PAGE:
HISTORICAL MINIATURES BY GEORGE GRASSE
WORLD WAR 1 SEAPLANES IN 1:48 SCALE

HANSA-BRANDENBURG MODEL CC SINGLE-SEAT FLYING BOAT FIGHTER

by George Grasse

LONE STAR MODELS 1:48 SCALE RESIN KIT LX0025 OF THE HANSA-BRANDENBURG CC

HANSA-BRANDENBURG CC THREE-VIEW DRAWINGS

This 3-view drawing is credited to J. D. Carrick or F. Yeoman and appeared in Fighter Aircraft of the 1914-1918 War compiled by W. M. Lamberton and published by Harleyford Publications Limited.  This was the basic flying boat design that dominated the Adriatic Theater during World War 1.   The "CC" was a German design not adopted by the Kriegsmarine because their airmen preferred the high-riding twin-float types. 



CONSTRUCTION PHOTO No. 1
19 April 2014
    
COCKPIT DETAILS: The fuselage and the cockpit top decking are the two main pieces shown above.  The seat was a kit accessory but the seatbelts were added from my PE stores.  All of the cockpit detail was added from plastic stock, solder wire, and PE gauges.  The instrument panel is .010 sheet plastic onto which are glued various instruments from several different kits. 

In the cockpit starting at the upper left is the spent ammunition cartridge case container (the top is not detailed); next, an Eduard PE compass mounted on stock plastic; above it is a small PE part and plastic electrical box from which is a short piece of solder wire; below it, is a smaller utility box; the "tee" rod running across the cockpit floor is the aileron housing; the small box with hole is for the control stick; on the near inside wall is an oval magneto box with a dial and switch; forward of that is the live ammunition box (the top not completed - it won't be seen).

 

CONSTRUCTION PHOTO No. 2
20 April 2014
    
THE COMPLETED COCKPIT PAINTED: Paint certainly livens the interior.  The base color of the interior is Vallejo VC0856 Ochre Brown.  The seat is Vallejo VC0914 Green Ochre and the belts are Vallejo VC0819 Iraqi Sand highlighted by Vallejo VC0864 Natural Steel.  The grey-colored items are my mix of Grey-Green, the type of paint used on metal.  The fuel pressure pump is brass with small wood handles.  Behind the seat is the brass fuel tank with brown straps. 
 
  
CONSTRUCTION PHOTO No. 3
22 April 2014
    
COCKPIT SEALED AND TAIL WORK BEGINS: The front deck fits nicely over the cockpit with the narrow seam needing a little putty.  For that I used Vallejo's Acrylic Putty which includes marble dust and titanium white.   The fin and rudder are one part and attached using super glue.  Not included in the kit is the underside fin which I made from plastic sheet stock.
 
  
CONSTRUCTION PHOTO No. 4
24 April 2014
    
SANDING THE FRONT DECK AND MORE TAIL WORK:  The a seam between the front deck and hull is nearly invisible after sanding with 100 then 400 sand paper.  The tail unit is structurally completed with the addition of the horizontal tailplane supported by two brass rods on each side.  A future step involves drilling holes for the elevators through the horizontal stabilizer and then into the hull.  The rudder cables will go directly into the hull.
 
  
CONSTRUCTION PHOTOS No. 5a and 5b
12 May 2014
    
BUILDING THE ENGINE TRESTLE - PART 1:  The top photo (5a) shows the first step in building the trestle.   The engine was the deciding factor or, I should say, the engine's propeller.  There has to be a fair amount of clearance for it.  I drilled four holes into the top of the hull for the main struts.  There are two engine bearers made from square plastic stock, wide enough for pre-drilled holes for the main trestle struts and just narrow enough to support the engine.  Getting the correct spacing between the struts and at the correct height took several experiments using brass rod.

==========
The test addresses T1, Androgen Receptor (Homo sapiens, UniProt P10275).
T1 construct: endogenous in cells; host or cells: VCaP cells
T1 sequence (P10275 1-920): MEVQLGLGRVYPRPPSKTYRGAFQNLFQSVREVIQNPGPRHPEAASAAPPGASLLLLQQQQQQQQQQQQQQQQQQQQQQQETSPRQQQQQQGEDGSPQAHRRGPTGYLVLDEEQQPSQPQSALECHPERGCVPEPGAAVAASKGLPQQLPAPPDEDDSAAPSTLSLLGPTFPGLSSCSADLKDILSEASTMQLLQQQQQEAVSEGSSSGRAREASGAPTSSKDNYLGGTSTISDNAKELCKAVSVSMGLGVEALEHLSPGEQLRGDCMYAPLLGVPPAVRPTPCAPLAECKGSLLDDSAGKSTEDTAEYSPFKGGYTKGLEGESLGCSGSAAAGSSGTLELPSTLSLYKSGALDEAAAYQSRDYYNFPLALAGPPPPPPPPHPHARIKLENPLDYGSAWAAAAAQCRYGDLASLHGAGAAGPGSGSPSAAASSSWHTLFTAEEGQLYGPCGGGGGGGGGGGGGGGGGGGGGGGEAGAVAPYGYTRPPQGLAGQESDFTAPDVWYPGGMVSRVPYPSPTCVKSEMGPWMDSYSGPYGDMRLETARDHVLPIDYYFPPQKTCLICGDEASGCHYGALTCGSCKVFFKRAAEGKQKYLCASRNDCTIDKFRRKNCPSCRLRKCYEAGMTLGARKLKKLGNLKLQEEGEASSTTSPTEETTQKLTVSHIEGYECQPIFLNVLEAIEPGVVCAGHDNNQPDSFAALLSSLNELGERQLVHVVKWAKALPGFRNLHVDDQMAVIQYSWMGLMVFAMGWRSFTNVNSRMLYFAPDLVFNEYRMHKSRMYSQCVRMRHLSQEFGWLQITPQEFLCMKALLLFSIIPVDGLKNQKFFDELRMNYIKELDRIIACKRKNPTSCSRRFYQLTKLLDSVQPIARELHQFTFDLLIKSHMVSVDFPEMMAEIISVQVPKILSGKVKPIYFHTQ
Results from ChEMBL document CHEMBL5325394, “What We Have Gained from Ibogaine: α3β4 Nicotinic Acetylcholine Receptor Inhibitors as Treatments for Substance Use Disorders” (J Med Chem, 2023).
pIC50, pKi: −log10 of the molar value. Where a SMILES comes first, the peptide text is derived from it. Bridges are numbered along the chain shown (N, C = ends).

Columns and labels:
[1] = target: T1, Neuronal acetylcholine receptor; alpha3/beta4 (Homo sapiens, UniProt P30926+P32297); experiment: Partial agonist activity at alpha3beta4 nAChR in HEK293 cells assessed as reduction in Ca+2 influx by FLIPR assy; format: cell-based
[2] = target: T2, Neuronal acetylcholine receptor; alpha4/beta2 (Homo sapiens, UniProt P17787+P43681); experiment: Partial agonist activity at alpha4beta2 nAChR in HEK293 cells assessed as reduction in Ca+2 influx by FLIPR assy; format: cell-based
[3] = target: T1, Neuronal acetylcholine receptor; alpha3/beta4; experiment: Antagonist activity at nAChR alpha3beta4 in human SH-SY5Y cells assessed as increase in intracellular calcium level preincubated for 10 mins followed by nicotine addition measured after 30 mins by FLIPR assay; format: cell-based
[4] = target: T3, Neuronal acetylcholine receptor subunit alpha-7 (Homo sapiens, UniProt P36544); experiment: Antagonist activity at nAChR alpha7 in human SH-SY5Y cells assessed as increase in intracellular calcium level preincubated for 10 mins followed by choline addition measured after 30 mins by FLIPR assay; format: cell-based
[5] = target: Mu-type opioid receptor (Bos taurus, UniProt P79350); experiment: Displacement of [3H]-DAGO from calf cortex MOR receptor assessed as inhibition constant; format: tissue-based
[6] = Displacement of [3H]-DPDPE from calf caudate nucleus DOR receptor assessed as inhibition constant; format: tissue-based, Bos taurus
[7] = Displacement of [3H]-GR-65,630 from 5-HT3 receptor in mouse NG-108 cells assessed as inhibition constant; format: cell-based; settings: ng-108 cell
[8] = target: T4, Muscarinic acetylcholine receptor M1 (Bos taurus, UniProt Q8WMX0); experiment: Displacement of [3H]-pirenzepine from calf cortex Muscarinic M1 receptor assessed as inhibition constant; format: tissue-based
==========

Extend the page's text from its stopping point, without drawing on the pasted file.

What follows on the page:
The bottom photo (5b) shows all of the components glued in place.  I should add that the struts had to be faired over.  You can just make out the difference in strut widths by comparing 5a to 5b.  Before final gluing, I measured each strut from the top of the hull to the bottom of the engine bearers.  This would be the length of the fairings.  To make them, I used Albion ABAMBT18 Brass Micro Tube 1.8mm OD, 1.6mm ID x 12" (3).  I inserted a dummy piece of brass rod and hammered the tube into an aerodynamic shape.  The four fairings where placed over their corresponding struts before any gluing took place.     
 
  
   
 
   
  
-------------------------------  TO BE CONTINUED ------------------------------
 
 

Additional after-market kits used in the creation of this model:
 
    Albion Alloys Brass Tube MBT18 1.8mm OD x 1.6mm ID
    Andrea, Vallejo, and Misterkit acrylic paints as noted
    Griffon Models GMBH02 Brass Tube .5mm OD, .33mm ID (turnbuckles)
    Griffon Models GMBH05 Brass Tube 1.2mm OD, .96mm ID (cabane struts)
       

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Bibliography:

Gray, Peter and Owen Thetford.  German Aircraft of the First World War.  London: Putnam & Company Limited, 1962.

Haddow, George.  "George Haddow's Guide to WWI Austro-Hungarian Naval Aeroplanes", Windsock International, Volume 23, Number 4, July/August 2007.

Herris, Jack.  German Seaplane Fighters of WWI.  Aeronaut Books, 2012.

Lamberton, W. M., Compiler, and E. F. Cheesman, Editor.  Fighter Aircraft of the 1914-1918 War.   Letchworth, Herts, UK: Harleyford Publications Limited, 1960.

Leaman, Paul, compiler.  "Atlas Deutscher und Ausl�ndischer Seeflugzeuge", Cross & Cockade International, Volume 41, Issue 4, Winter 2010.

Nelson, Stephen.  "Austrian Naval Aircraft", Cross & Cockade US, Volume 7, Number 2

 

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